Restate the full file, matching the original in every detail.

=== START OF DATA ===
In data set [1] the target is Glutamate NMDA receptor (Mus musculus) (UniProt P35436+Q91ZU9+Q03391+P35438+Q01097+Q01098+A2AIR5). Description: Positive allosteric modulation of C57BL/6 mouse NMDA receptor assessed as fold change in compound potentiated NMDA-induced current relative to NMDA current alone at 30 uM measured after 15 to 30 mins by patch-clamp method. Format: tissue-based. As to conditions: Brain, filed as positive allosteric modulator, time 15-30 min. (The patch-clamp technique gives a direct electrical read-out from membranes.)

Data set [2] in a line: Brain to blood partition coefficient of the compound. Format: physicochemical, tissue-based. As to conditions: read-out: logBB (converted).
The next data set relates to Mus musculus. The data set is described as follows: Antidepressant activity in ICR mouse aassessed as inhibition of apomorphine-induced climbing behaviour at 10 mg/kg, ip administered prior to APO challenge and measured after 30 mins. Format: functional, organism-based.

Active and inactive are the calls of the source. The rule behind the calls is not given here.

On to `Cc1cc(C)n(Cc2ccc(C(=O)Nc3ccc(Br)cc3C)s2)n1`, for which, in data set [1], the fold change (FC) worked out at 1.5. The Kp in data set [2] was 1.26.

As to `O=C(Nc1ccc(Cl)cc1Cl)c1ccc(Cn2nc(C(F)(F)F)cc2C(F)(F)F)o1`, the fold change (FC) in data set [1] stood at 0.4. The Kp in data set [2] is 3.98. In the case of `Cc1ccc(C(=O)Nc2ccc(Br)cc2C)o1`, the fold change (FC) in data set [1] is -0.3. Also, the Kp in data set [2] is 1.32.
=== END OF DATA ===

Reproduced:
In data set [1] the target is Glutamate NMDA receptor (Mus musculus) (UniProt P35436+Q91ZU9+Q03391+P35438+Q01097+Q01098+A2AIR5). Description: Positive allosteric modulation of C57BL/6 mouse NMDA receptor assessed as fold change in compound potentiated NMDA-induced current relative to NMDA current alone at 30 uM measured after 15 to 30 mins by patch-clamp method. Format: tissue-based. As to conditions: Brain, filed as positive allosteric modulator, time 15-30 min. (The patch-clamp technique gives a direct electrical read-out from membranes.)

Data set [2] in a line: Brain to blood partition coefficient of the compound. Format: physicochemical, tissue-based. As to conditions: read-out: logBB (converted).
The next data set relates to Mus musculus. The data set is described as follows: Antidepressant activity in ICR mouse aassessed as inhibition of apomorphine-induced climbing behaviour at 10 mg/kg, ip administered prior to APO challenge and measured after 30 mins. Format: functional, organism-based.

Active and inactive are the calls of the source. The rule behind the calls is not given here.

On to `Cc1cc(C)n(Cc2ccc(C(=O)Nc3ccc(Br)cc3C)s2)n1`, for which, in data set [1], the fold change (FC) worked out at 1.5. The Kp in data set [2] was 1.26.

As to `O=C(Nc1ccc(Cl)cc1Cl)c1ccc(Cn2nc(C(F)(F)F)cc2C(F)(F)F)o1`, the fold change (FC) in data set [1] stood at 0.4. The Kp in data set [2] is 3.98. In the case of `Cc1ccc(C(=O)Nc2ccc(Br)cc2C)o1`, the fold change (FC) in data set [1] is -0.3. Also, the Kp in data set [2] is 1.32.